Love, love, love.

No. Please, please, no.

Love, love, love.

Not again. Please, I can’t stand it anymore.

I let out a dry sob, curl up on my chair and press my hands to my ears.

The music vanishes. I whimper and hold my head so tight that it hurts, while my heart pumps fear through my body. I don’t know whether it was the despair or the pain or my extreme physical and mental exhaustion, but it’s only now that it occurs to me: if I’m only imagining the music—if the music is only in my head and has only been in my head all along—then how is it possible that it’s silenced as soon as I put my hands over my ears? I take my hands off my ears and listen. Nothing. I’m almost disappointed. I was beginning to think…

Love, love, love.

There it is again. I feel dizzy, like every time I hear it. But this time it sounds different. It swells and fades away and…moves about. The music is moving.

I get up from the chair with aching joints and try to get my bearings. Then, all of a sudden, I understand. The tilted windows all over the house… The music is coming from outside. It’s not a recording of the Beatles; it’s…whistling. Somebody is creeping round the house whistling.

My heart begins to race. Is it Victor Lenzen, come back to kill me after all? That doesn’t make sense, I immediately correct myself; he had ample opportunity.

What a thought. Victor Lenzen is innocent and has proved it, however hard I may be finding it to concede the fact.

Then who was it? On numb legs I step closer to the window, press my face up against the cold glass and try to peer round the corner. I can’t see anybody. The whistling grows fainter—whoever it is has moved away from me. I hurry next door to the dining room, telling myself I’m going to miss him again, fling open the door—and our eyes meet.



Sophie couldn’t stop her teeth chattering as she walked home through the night streets, chilled to the bone and soaked through. She had sat for a long time on that park bench. Several times she had thought she’d seen a shadow break ranks and come towards her, but it had always turned out to be her nerves playing tricks on her. There was nothing there; the only shadow she had set eyes on had been her own.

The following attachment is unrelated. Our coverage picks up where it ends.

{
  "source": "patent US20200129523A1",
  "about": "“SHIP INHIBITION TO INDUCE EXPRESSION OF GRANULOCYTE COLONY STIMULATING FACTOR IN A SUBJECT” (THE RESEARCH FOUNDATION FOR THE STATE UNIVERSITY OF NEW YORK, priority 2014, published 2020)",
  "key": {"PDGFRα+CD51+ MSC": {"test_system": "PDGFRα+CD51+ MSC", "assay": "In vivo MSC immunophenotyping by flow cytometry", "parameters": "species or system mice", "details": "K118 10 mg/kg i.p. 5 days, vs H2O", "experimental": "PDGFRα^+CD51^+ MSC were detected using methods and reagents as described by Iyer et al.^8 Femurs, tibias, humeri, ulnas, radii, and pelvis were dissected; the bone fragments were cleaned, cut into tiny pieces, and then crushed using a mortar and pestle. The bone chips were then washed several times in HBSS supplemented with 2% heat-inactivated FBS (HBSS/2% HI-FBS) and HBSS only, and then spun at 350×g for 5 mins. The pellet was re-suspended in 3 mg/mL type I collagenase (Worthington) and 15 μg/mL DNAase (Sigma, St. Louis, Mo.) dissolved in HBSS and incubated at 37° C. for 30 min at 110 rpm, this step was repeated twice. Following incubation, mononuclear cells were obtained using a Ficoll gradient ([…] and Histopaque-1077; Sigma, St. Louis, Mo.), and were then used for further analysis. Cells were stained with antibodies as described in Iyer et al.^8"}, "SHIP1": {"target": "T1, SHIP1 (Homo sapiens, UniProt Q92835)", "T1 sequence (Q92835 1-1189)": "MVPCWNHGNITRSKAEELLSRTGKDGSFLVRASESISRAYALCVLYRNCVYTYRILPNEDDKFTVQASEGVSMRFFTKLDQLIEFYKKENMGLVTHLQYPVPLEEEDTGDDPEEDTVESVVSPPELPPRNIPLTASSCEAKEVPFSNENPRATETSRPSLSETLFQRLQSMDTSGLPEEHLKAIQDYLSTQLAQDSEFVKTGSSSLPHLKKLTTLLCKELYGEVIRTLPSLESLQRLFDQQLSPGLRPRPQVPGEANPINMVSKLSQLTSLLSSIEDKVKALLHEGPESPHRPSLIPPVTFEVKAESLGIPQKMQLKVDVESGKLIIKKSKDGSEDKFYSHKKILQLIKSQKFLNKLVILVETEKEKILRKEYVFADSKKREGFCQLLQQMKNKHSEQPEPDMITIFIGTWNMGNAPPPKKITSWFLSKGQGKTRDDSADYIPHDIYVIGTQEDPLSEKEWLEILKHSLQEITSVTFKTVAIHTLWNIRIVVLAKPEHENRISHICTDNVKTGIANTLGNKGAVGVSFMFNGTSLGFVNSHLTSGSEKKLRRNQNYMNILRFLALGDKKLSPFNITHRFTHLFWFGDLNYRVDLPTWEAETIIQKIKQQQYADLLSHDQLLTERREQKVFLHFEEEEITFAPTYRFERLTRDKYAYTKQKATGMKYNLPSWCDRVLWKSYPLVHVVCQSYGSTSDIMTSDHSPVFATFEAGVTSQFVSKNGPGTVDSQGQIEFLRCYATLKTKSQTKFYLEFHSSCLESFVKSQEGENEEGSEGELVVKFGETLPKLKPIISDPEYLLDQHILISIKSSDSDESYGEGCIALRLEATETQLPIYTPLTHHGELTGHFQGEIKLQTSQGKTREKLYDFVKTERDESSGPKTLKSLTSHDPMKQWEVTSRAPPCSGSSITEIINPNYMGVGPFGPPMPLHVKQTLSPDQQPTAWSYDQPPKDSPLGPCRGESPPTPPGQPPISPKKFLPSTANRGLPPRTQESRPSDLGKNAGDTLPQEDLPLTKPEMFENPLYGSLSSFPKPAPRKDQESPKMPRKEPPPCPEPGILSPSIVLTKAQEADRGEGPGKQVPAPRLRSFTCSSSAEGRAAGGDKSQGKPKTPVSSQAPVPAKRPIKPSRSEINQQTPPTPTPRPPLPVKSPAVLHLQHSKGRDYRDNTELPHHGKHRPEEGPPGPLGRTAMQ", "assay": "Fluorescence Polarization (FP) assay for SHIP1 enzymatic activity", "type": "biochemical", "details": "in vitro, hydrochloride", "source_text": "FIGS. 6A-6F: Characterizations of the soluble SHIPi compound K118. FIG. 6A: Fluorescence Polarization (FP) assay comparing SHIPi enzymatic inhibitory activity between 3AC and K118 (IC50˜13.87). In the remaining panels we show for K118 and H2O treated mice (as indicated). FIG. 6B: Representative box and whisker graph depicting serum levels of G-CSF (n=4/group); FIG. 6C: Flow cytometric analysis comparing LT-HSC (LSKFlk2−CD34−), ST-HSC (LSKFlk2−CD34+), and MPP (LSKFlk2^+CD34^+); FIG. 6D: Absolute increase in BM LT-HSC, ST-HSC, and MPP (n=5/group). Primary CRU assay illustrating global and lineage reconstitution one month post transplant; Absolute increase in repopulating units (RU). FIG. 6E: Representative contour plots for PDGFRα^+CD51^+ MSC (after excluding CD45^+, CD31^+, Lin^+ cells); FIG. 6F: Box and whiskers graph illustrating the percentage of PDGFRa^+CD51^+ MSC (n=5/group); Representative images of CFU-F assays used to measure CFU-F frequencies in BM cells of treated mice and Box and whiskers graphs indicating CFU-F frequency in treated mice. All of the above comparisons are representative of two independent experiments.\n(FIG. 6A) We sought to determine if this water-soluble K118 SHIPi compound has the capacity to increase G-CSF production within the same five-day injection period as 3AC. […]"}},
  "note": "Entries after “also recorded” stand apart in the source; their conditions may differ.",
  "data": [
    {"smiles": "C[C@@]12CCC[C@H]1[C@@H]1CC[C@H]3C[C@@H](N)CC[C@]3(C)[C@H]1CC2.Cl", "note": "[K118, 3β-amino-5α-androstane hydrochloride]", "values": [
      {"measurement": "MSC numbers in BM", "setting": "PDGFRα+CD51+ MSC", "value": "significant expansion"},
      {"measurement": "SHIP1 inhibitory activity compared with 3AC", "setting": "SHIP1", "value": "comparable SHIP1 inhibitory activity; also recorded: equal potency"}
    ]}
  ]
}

Sophie turned into her street. It frightened her to think of going into her flat and spending another sleepless night with those horrible pictures in her head.

She unlocked the door to the building, stepped into the hall and started to climb the stairs. She could hear something on the next floor. Her pulse quickened. There was a rustling noise on the landing above her. Somebody was outside her flat.

Sophie’s heart fired a few painful volleys; she could feel the weight of the pepper spray in her coat pocket and she forced herself to keep her nerve—only a few more steps, then she’d be able to see round the corner and the landing outside her flat would come into view. Another eight steps: what would she see? Another seven: the shadow tampering with the lock? Another six: a neighbour dropping off a parcel she’d taken in for her? In the middle of the night? Another five: the annoying little dog from downstairs that often got out? Another four: no, the shadow. Another three: the shadow with his white eyes. Another two… Sophie collided head-on with a man hurtling down the stairs towards her.

‘Sophie!’ said Jonas Weber.

‘Sorry,’ gasped Sophie. ‘Oh God!’

‘No, I’m sorry. I didn’t want to scare you. I rang you about a dozen times, and when you didn’t pick up, I got worried.’

‘I’d put my phone on silent,’ said Sophie. ‘How long have you been waiting here?’

‘Not long. Maybe ten minutes. Where have you been?’

Sophie didn’t reply.

‘Would you like to come in?’ she asked. ‘If we talk out here on the stairs we’ll wake the whole building.’

A little while later, they were facing one another across the kitchen table, Sophie in clean dry clothes, both of them with a hot cup of tea.

‘Those damn flowers,’ she said. ‘I can’t believe I didn’t twig sooner.’

We should have realised sooner. It’s our job, not yours.’

Sophie sipped her tea, studying Jonas over her cup. He avoided her gaze.

‘What are you keeping from me, Jonas?’